After shooting to fame with Federico Fellini’s “La Dolce Vita” (1960), actor Marcello Mastroianni (1924-1996) starred in more than 160 films in his nearly half-a-century career. Directors Mario Canale and Annarosa Morri look into the melancholic charm of one of the most famous Italian actors through interviews with his two daughters, Barbara and Chiara; directors Fellini and Luchino Visconti; actresses Claudia Cardinale and Anouk Aimee; and in archival footage of Mastroianni himself. The subject matter ranges from Mastroianni’s passion for kidney-bean pasta and his addiction to the telephone to his famous laziness, humility and talent. Shown in black-and-white, Mastroianni — elegantly holding a cigarette in between his fingers — is undeniably the dandy.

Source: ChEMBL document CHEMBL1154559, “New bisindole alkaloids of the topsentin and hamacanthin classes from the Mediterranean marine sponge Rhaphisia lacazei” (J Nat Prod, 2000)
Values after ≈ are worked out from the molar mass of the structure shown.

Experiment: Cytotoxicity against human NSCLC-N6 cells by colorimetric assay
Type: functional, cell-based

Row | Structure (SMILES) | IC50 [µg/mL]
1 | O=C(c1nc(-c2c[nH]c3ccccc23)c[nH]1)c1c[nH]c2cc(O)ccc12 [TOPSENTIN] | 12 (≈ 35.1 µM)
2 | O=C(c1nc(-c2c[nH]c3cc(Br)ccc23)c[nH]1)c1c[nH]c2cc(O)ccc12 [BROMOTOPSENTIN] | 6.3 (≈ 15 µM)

Raimunda (Penélope Cruz) works and lives Madrid with her husband Paco and daughter Paula. Her sister Sole (Lola Dueñas) lives nearby and they both miss their mother Irene (Carmen Maura), who died several years ago in a house fire along with their father.
An ex-mercenary turned smuggler. A Mende fisherman. Amid the explosive civil war overtaking 1999 Sierra Leone, these men join for two desperate missions: recovering a rare pink diamond of immense value and rescuing the fisherman's son conscripted as a child soldier into the brutal rebel forces ripping a swath of torture and bloodshed countrywide.
In 2027, in a chaotic world in which humans can no longer procreate, a former activist agrees to help transport a miraculously pregnant woman to a sanctuary at sea, where her child's birth may help scientists save the future of humankind.